What bat is that?

If you see bats, many factors can help you take a educated guess at the most likely species. Things to look out for include:

  1. Size of bat: Large bat flying like a bird, or small bat with flittering flight?
  2. Speed, and pattern of flight: Slow flapping high along the treetops, erratic flight or skimming over water?
  3. Foraging habitat: Is it feeding in woodland, or widely swooping over a meadow?
  4. Type of roost it emerged from: Under the fascia of a modern house, hanging in a old barn, or emerging from a hole in a tree?

Below is a good summary of four most common species you are most likely to see in Somerset.

How to have a good guess at the bat species from its flightpath
How to have a good guess at the bat species from its flightpath

The Natural History Museum have also produced a excellent guide to Bat ID to download.

Listed below more details about Somersets commonest bats.


Common Pip

Pipistrelles are the commonest and most widespread of all British bat species and the ones you are most likely to see. They appear fast and jerky in flight, and feed in a wide range of habitats comprising woodland, hedgerows, grassland, farmland, suburban and also urban areas.

They generally emerge from their roost around 20 minutes after sunset and fly 2-10m above ground level searching for their insect prey, which they catch and eat on the wing by
‘aerial hawking’.

Summer roosts of both pipistrelles are usually found in crevices around the outside of newer buildings, such as behind hanging tiles, soffit or eaves boards, between roofing felt and roof tiles or in cavity walls. They also roosts in tree holes and crevices, and sometimes in bat boxes.


Brown Long Eared Bat

Brown long-eared bats are medium-sized. The ears are nearly as long as the body but not always obvious: when at rest they curl their ears back like rams’ horns, or tuck them away completely under their wings leaving only the pointed inner lobe of the ear (the tragus) visible.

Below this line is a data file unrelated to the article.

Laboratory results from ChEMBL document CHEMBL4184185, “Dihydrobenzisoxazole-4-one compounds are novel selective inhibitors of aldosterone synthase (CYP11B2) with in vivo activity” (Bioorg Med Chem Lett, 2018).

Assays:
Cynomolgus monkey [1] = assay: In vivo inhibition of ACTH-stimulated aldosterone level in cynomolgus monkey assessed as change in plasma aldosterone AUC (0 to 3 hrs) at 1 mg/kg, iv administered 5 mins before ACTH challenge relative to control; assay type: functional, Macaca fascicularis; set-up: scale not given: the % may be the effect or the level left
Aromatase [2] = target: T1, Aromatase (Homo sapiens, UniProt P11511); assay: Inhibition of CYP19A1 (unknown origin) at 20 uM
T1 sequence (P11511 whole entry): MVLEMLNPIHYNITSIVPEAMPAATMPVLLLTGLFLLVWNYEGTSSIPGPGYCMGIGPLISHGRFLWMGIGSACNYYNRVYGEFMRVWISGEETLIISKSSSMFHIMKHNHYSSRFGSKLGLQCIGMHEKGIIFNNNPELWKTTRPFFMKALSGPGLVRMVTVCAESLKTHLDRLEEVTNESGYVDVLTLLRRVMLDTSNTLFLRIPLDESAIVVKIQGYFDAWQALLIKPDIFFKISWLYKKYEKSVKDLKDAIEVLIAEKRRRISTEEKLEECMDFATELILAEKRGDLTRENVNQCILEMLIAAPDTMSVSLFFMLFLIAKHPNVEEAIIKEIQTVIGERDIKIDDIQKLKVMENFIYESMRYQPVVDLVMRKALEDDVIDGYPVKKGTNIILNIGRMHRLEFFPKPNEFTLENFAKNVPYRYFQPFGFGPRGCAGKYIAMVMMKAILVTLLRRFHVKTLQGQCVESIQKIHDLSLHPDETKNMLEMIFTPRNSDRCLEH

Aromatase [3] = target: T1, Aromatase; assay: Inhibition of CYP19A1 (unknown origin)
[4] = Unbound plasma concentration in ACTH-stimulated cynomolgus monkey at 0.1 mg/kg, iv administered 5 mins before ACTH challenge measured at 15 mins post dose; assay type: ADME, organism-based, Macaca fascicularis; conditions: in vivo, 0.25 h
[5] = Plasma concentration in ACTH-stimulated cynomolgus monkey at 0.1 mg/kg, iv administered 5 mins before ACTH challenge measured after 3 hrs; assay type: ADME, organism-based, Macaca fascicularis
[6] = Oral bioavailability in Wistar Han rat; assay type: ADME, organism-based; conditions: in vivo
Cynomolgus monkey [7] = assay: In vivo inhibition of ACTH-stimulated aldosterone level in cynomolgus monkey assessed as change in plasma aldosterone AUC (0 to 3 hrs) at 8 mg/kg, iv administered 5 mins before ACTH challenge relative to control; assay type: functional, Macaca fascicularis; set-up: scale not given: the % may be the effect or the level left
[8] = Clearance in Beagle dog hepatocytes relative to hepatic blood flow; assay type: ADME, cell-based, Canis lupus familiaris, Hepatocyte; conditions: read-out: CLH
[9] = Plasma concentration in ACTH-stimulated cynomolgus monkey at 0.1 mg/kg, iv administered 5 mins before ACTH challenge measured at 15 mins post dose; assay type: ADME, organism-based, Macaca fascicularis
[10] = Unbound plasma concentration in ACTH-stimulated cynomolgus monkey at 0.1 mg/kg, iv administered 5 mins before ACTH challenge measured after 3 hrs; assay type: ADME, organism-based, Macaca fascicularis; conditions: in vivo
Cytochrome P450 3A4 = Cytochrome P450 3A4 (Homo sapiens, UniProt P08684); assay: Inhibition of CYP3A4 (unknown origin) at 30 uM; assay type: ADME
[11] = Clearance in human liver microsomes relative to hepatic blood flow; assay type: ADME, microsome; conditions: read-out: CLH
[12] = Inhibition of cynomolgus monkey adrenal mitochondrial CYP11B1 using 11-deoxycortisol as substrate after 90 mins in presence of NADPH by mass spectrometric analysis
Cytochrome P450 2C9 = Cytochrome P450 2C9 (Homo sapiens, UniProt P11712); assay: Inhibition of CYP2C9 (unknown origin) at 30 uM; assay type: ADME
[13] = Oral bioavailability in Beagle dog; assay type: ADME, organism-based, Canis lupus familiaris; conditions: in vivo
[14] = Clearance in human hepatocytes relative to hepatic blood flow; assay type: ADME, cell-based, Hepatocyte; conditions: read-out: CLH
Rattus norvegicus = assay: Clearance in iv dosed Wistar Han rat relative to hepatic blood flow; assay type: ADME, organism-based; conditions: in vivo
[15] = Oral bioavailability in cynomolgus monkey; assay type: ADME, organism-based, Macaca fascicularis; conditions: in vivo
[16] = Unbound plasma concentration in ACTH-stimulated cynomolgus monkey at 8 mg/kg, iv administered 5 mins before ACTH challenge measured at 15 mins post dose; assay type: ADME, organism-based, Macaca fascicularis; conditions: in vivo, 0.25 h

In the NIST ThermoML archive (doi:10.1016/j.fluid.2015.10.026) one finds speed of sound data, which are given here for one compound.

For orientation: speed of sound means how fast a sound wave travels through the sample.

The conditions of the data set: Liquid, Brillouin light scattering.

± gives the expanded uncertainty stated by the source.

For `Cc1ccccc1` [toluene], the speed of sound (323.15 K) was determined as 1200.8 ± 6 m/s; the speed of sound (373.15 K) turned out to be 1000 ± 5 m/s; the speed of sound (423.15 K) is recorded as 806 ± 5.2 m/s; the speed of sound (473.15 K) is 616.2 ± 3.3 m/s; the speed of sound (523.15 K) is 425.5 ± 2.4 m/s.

As well as catching insects in free flight, brown long-eared bats are gleaners, often flying slowly amongst foliage, picking insects off leaves and bark. Their broad wings and tail allow
slow, highly manoeuvrable, hovering flight. Their flight often includes steep dives and short glides.

These bats are known as ‘whispering bats’ because their echolocation sounds are very quiet. They have particularly sensitive low frequency hearing and often locate prey from the sounds made by the insect’s own movements. They may sometimes use vision.

Their habit of flying close to the ground, or even landing to tackle prey, makes long-eared bats vulnerable to attack by predators.

Summer roosts are usually located in older buildings, barns, churches and trees. Long-eared bats generally form small and quiet colonies of about 20 animals.


Noctule Bat

The noctule bat is one of the largest British species and is usually the first bat to appear in the evening, sometimes even before sunset. They have a characteristic powerful, direct flight on narrow pointed wings. Noctule bats fly in the open, often well above tree-top level, with repeated steep dives when chasing insects. They can fly at 50 kph.

Most food is caught on the wing and eaten in flight but occasionally prey is taken from the ground and in suburban areas noctules are attracted to street lamps to feed on moths.

Noctule bats are primarily tree dwellers and live mainly in rot holes and woodpecker holes. They occur rarely in buildings


Daubentons Bat

Daubenton’s bat is a medium-sized species. It has a steady flight, often within a few centimetres of the water surface and is reminiscent of a small hovercraft. They usually take insects from close to the water and can be seen taking prey directly from the water surface, using their large feet as a gaff or the tail membrane as a scoop.

The majority of known summer colonies are in humid, more or less underground sites near water. These may be tunnels or bridges over canals and rivers, or in caves, mines and cellars. They are only occasionally found in buildings, usually old stone structures.


Also have a look at the our page on the “most common and rarest Bat species in Somerset“, which has species factsheets for all the resident bats.

Want to go out and see bats for yourself? Then head to our “How to watch Bats” and “Where to look for bats” pages

Got the bat bug, and want to listen in to the bats echolocation? Then have a look at our page on choosing a bat detector.